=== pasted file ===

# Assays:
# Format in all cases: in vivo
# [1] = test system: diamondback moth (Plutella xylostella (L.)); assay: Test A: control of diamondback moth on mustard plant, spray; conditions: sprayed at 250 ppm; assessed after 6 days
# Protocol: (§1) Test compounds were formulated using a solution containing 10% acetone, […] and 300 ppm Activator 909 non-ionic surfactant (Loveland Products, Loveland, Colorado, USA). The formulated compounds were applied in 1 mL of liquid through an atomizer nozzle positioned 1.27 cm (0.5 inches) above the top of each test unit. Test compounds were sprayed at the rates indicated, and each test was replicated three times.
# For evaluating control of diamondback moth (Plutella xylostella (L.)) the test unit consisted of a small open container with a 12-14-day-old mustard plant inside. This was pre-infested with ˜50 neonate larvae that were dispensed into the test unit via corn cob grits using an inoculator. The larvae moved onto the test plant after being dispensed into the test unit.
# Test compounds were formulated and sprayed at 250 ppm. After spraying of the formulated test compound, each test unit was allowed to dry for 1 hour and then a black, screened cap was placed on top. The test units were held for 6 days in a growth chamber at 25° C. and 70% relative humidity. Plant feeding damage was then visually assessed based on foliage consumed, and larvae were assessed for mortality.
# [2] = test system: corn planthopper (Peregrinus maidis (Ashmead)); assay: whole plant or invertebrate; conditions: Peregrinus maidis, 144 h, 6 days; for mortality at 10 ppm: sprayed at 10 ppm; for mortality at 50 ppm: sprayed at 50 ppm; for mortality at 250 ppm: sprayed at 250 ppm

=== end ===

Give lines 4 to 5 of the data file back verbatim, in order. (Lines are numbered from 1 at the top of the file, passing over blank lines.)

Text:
# Protocol: (§1) Test compounds were formulated using a solution containing 10% acetone, […] and 300 ppm Activator 909 non-ionic surfactant (Loveland Products, Loveland, Colorado, USA). The formulated compounds were applied in 1 mL of liquid through an atomizer nozzle positioned 1.27 cm (0.5 inches) above the top of each test unit. Test compounds were sprayed at the rates indicated, and each test was replicated three times.
# For evaluating control of diamondback moth (Plutella xylostella (L.)) the test unit consisted of a small open container with a 12-14-day-old mustard plant inside. This was pre-infested with ˜50 neonate larvae that were dispensed into the test unit via corn cob grits using an inoculator. The larvae moved onto the test plant after being dispensed into the test unit.